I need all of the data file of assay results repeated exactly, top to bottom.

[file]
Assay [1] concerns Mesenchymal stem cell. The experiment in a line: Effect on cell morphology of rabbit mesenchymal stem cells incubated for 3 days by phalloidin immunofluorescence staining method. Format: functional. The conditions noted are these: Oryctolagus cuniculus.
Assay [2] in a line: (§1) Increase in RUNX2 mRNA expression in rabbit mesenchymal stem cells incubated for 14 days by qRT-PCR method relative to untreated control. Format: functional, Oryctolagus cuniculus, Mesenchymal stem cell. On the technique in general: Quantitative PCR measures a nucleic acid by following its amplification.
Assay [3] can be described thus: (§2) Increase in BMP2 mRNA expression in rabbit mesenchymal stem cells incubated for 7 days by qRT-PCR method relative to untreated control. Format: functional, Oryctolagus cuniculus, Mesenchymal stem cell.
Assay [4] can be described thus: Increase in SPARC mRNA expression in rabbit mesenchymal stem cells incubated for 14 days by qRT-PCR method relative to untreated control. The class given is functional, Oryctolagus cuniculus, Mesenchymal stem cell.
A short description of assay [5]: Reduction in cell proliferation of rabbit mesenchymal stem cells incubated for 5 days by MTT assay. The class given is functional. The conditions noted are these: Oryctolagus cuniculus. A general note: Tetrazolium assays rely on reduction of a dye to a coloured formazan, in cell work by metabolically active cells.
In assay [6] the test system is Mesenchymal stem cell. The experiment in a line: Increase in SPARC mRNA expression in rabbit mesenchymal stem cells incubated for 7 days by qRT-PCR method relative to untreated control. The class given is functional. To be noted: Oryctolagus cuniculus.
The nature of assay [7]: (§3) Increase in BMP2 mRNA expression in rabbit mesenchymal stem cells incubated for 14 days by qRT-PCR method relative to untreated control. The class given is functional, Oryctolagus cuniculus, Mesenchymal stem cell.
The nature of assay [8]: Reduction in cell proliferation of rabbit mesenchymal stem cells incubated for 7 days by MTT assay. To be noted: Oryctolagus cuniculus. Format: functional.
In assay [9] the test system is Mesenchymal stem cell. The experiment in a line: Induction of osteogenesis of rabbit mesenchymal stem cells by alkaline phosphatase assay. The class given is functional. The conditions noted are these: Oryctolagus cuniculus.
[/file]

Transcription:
Assay [1] concerns Mesenchymal stem cell. The experiment in a line: Effect on cell morphology of rabbit mesenchymal stem cells incubated for 3 days by phalloidin immunofluorescence staining method. Format: functional. The conditions noted are these: Oryctolagus cuniculus.
Assay [2] in a line: (§1) Increase in RUNX2 mRNA expression in rabbit mesenchymal stem cells incubated for 14 days by qRT-PCR method relative to untreated control. Format: functional, Oryctolagus cuniculus, Mesenchymal stem cell. On the technique in general: Quantitative PCR measures a nucleic acid by following its amplification.
Assay [3] can be described thus: (§2) Increase in BMP2 mRNA expression in rabbit mesenchymal stem cells incubated for 7 days by qRT-PCR method relative to untreated control. Format: functional, Oryctolagus cuniculus, Mesenchymal stem cell.
Assay [4] can be described thus: Increase in SPARC mRNA expression in rabbit mesenchymal stem cells incubated for 14 days by qRT-PCR method relative to untreated control. The class given is functional, Oryctolagus cuniculus, Mesenchymal stem cell.
A short description of assay [5]: Reduction in cell proliferation of rabbit mesenchymal stem cells incubated for 5 days by MTT assay. The class given is functional. The conditions noted are these: Oryctolagus cuniculus. A general note: Tetrazolium assays rely on reduction of a dye to a coloured formazan, in cell work by metabolically active cells.
In assay [6] the test system is Mesenchymal stem cell. The experiment in a line: Increase in SPARC mRNA expression in rabbit mesenchymal stem cells incubated for 7 days by qRT-PCR method relative to untreated control. The class given is functional. To be noted: Oryctolagus cuniculus.
The nature of assay [7]: (§3) Increase in BMP2 mRNA expression in rabbit mesenchymal stem cells incubated for 14 days by qRT-PCR method relative to untreated control. The class given is functional, Oryctolagus cuniculus, Mesenchymal stem cell.
The nature of assay [8]: Reduction in cell proliferation of rabbit mesenchymal stem cells incubated for 7 days by MTT assay. To be noted: Oryctolagus cuniculus. Format: functional.
In assay [9] the test system is Mesenchymal stem cell. The experiment in a line: Induction of osteogenesis of rabbit mesenchymal stem cells by alkaline phosphatase assay. The class given is functional. The conditions noted are these: Oryctolagus cuniculus.